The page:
Wednesday, 12 October 2011

Hoppers Poppers

In light of World Food Day, and continuing with the alternative foods theme, here is a guest post from David Steen on green and healthy eating! David A. Steen received his Ph.D. from Auburn University, his M.S. from the State University of New York-College of Environmental Science and Forestry, and his B.S. from the University of New Hampshire. He researches the ecology and conservation biology of wildlife and blogs about his work at His copyrighted work appears here under a Creative Commons license.

Courtesy of

I’ve eaten bugs.  I can’t honestly say it was by accident either, because I went online beforehand to look for recipes. Now, before I lose you completely, let me explain myself.

A few years ago I read an article about a man that was attempting to promote insects as food in the United States (and he’s not the only one). Insects, he argued, are an abundant food source and a more sustainable form of protein than the animals Americans typically eat, particularly cows.  Raising cattle can be costly; each cow requires a vast amount of resources before they can be consumed.  In fact, more energy goes into raising cows than we get back from eating them. Plus, cattle can produce a lot of greenhouse gases. Together with concerns about antibiotics and growth hormones administered to livestock and animal welfare issues associated with large, factory farms, some have grown dissatisfied with the system.  Insects represent a food without the baggage.

That’s not entirely true, I suppose, as bugs could benefit from a public relations campaign.  After all, they’re gross.  But I was intrigued by the prospect of a cheap source of protein and my thoughts kept drifting to all the grasshoppers that would fly out of my way when I walked through the field next to my house. I kept telling myself that eating insects wasn’t really all that unusual, after all, many cultures have eaten insects throughout history.

When a friend announced that she was hosting a potluck dinner with the requirement that dishes needed to contain ingredients that we foraged for ourselves, I had the excuse I had been waiting for.  I would make fried grasshoppers.  I started referring to them as hopper poppers, hoping a catchy name would remove images of antennae and wings from everyone’s thoughts.

Catching the grasshoppers proved to be more difficult than I had planned.  I didn’t recall have any problems catching bugs when I was a kid (no, I didn’t eat them).  But after I ran around my yard pouncing after grasshoppers, I was left sprawled on the ground, arms outstretched in a futile attempt to grab one.  They would see me before I could see them; grasshoppers erupted out of the grass and flew away as I walked, always just out of reach.  I hoped that nobody was watching.  Don’t mind me, I’m just trying to get something to eat, I imagined explaining.

A change in strategy was warranted.  After borrowing a sweep net I was ready to try again.  I rapidly swung the net back and forth in front of me as I strode through the tall grass, hoping that I was snagging grasshoppers as I went.  It was tiring work.  After about ten minutes or so I ventured a glance into the net and I was pleased to see a wriggling mass of insects at the bottom.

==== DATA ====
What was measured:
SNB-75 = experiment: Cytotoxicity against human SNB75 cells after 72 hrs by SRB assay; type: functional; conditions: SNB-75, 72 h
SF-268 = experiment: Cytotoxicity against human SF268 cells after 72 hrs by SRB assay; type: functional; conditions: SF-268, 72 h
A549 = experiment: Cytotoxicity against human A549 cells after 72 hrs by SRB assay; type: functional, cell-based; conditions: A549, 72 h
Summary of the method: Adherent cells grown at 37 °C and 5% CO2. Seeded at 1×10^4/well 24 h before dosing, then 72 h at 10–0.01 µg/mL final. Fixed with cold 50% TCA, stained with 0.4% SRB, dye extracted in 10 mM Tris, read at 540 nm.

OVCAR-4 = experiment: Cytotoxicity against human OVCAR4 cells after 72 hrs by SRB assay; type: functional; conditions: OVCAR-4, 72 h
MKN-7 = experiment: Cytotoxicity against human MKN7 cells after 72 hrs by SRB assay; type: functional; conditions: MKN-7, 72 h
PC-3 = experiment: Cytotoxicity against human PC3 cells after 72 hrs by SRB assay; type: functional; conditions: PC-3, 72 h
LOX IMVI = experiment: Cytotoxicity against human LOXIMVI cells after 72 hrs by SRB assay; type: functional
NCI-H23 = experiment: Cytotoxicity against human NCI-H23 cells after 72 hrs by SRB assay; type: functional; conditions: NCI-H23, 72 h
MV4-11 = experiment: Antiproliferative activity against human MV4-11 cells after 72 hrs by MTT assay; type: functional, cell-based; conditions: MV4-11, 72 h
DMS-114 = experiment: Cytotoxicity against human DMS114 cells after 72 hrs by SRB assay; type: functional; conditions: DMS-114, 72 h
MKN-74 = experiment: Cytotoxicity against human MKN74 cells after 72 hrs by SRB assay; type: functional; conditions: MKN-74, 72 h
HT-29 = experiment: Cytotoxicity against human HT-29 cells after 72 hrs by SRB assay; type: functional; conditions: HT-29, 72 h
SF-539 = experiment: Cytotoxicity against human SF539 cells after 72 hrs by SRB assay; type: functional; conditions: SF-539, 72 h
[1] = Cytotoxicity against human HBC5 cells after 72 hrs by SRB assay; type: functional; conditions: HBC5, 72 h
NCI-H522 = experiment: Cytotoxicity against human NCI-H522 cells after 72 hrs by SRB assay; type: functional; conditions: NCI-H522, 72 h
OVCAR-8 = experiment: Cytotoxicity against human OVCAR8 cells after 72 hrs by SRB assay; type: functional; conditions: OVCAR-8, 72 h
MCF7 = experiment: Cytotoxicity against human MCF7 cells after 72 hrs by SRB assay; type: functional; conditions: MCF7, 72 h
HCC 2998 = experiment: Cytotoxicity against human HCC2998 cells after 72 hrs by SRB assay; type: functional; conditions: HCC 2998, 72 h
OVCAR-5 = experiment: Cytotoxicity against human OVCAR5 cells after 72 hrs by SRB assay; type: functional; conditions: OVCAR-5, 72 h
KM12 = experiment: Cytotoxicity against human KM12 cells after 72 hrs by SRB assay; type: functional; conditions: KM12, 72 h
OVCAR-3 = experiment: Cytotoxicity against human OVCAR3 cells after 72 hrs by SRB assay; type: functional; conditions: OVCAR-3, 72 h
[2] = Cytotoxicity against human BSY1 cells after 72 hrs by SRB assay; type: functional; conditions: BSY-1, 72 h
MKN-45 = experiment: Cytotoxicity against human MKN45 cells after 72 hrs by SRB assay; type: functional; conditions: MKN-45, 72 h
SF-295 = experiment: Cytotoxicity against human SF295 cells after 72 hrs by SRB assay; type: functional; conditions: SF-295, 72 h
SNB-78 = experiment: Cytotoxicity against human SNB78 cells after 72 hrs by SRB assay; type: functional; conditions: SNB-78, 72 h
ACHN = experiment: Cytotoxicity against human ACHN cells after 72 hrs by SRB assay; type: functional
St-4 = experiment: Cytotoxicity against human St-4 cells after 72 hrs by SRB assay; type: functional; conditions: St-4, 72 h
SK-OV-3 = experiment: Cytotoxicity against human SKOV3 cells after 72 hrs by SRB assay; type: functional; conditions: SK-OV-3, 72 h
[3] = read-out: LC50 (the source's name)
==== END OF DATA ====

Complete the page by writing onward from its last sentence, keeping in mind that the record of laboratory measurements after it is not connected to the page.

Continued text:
I kept the grasshoppers alive overnight so they’d have a change to purge themselves of anything in their digestive system and then I placed them in the freezer.  After a quick bake in the oven to ensure they were cooked through, I dipped them in egg and breaded them in a mixture of flour, bread crumbs, garlic powder and oregano.  After that, they only needed to be deep fried for about 20-30 seconds before they were crisp and golden brown.  My roommate used about 20 grasshoppers to dip in melted chocolate. 

So there we were, standing in our kitchen looking at about 100 prepared grasshoppers.  All that was left was to eat them.  With a deep breath, I closed my eyes and threw one in my mouth.  They were good!  They tasted just like anything else you might deep fry.  Although the recipe called for removing the wings and legs, we decided that the ones I had caught were so small it would probably be okay to leave them on. Nevertheless, I will probably remove these parts next time (if there is a next time), or at least have a toothpick handy.

When we arrived at the potluck, everyone wanted to see me eat one first so they knew this wasn’t an elaborate plan to get them to eat bugs while I laughed.  After I obliged, everyone tried at least one.  Elaborate ruse or not, I still thought it was funny.

Courtesy of

Dave isn't alone in this feat. Check out what others have to say about eating insects:

Sunday, 2 October 2011

GM Alfalfa: Changing the Future of Dairy and Organic Farming?

With “World Food Day” approaching - October 16th - I thought it was timely to bring up some of the more ‘global’ issues reaching our ‘local’ food systems.

Let’s explore what COWS, BEES, and MONSANTO have in common.

The answer is ALFALFA!

Alfalfa Plants (photo courtesy of